More than likely, you brush your teeth several times a day and make sure you floss. You probably also take the time to see a dentist Tucson AZ regularly for checkups. However, one thing you may not be doing is eating with dental health in mind. Sure, you already know that eating right is good for your body, but the foods you eat affect your dental health as well. Surprisingly, it’s not just sugar that can damage your teeth. Certain foods that are considered healthy can lead to cavities. On the other hand, certain foods can keep you protected from bad breath, tooth decay and gum disease. To make sure you start eating for better oral health, here are a few top eating tips from your local dentist. Start following these tips to prevent future dental problems, ensuring that you have a beautiful, healthy smile.
Tip #1 – Start Drinking Tea
One top eating tip from your local dentist Tucson AZ is to start drinking tea. Both green and black teas contain special plant compounds known as polyphenols, which help to keep plaque from sticking to teeth. Polyphenols also help to reduce the risk of gum disease and cavities. Drinking tea also helps to curb bacteria growth in the mouth, which can reduce problems with bad breath. Some teas even have fluoride in them, which helps restore and protect your tooth enamel.
Tip #2 – Save Carbs for Mealtimes
Another of the best eating tips to follow for better dental health is to save your carbs for mealtimes. You may be surprised to find that a dinner roll or a few potato chips can be as damaging as cookies to your gums and teeth. Carbs all break down into sugars, which bacteria in the mouth may turn into plaque. Plaque is the main cause of cavities and gum disease. Most carbs, including crackers and breads, have a sticky, chewy texture, which can lead to them getting caught near the gum line or between your teeth. These are places where bacteria often accumulate. Instead of eating carbs for snacks, it’s better to eat them at mealtimes, since you will produce more saliva when eating a meal. The increase in saliva production helps to wash the particles of food away, keeping those carb rich foods from being as damaging to teeth.
Tip #3 – Get More Vitamin C
To improve oral health, make sure that you get more vitamin C from your diet. Vitamin C is essential for the health of your skin, and it’s just as important for healthy gum tissue as well. Individuals who do not get enough vitamin C each day have a higher risk of gum disease, while those who get over 180mg of vitamin C each day have a lower chance of gum disease. The good news is that it is easy to increase your vitamin C intake by eating the right foods. Choose fruits and veggies high in vitamin C and add more of them to your diet. You could also begin taking a vitamin C supplement if you’re having a tough time getting enough of the vitamin in your diet.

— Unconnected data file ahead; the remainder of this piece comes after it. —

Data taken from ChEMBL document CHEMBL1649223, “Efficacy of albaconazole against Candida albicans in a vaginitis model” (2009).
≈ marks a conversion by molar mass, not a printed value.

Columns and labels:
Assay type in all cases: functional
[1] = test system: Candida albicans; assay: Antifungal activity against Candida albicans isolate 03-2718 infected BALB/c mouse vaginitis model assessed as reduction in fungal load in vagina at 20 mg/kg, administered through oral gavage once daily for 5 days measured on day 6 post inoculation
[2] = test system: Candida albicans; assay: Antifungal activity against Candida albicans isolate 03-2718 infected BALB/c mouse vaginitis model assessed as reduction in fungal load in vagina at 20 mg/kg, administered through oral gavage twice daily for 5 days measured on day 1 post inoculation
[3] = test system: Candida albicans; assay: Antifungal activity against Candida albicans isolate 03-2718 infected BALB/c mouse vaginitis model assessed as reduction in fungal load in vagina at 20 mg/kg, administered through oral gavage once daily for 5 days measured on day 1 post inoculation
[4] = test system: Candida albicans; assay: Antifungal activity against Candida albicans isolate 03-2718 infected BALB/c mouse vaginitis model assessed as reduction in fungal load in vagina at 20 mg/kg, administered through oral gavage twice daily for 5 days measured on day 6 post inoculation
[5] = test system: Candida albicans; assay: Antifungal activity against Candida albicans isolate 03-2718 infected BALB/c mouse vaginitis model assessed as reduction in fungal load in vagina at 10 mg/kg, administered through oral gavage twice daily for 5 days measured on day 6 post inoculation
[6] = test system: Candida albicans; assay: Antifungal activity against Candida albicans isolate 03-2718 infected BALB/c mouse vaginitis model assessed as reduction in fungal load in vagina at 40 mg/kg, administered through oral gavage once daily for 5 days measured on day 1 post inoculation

Tip #4 – Use a Straw
If you talk to your dentist Tucson AZ, you’ll probably be encouraged to begin sipping acidic drinks with a straw when you choose to drink them. Many drinks, such as juices, sports drinks and sodas, contain high amounts of acid. Those acids can start wearing away your tooth enamel. While you may think that you’re saving your teeth by drinking sugar-free or diet drinks, the drink could still be acidic and dangerous to tooth enamel. To limit the damage, use a straw. Position it near the back of the mouth so you keep the contact of the drink with your teeth minimal, reducing the negative effects of the drinks on your tooth enamel.
Tip #5 – Increase Calcium Intake
Last, increasing your calcium intake is another eating tip that can help improve overall dental health. People who get at least 800mg of calcium daily are far less likely to end up with severe gum disease according to recent research. Approximately 99% of the calcium found in the body is in the teeth and bones. By eating calcium rich foods, such as yogurt, milk and cheese, you help to strengthen your alveolar bone, a bone in the jaw that works to keep teeth in place. It’s recommended that women under 50 get 1,000mg of calcium daily, and women over 50 should aim for 1,200 mg of calcium daily.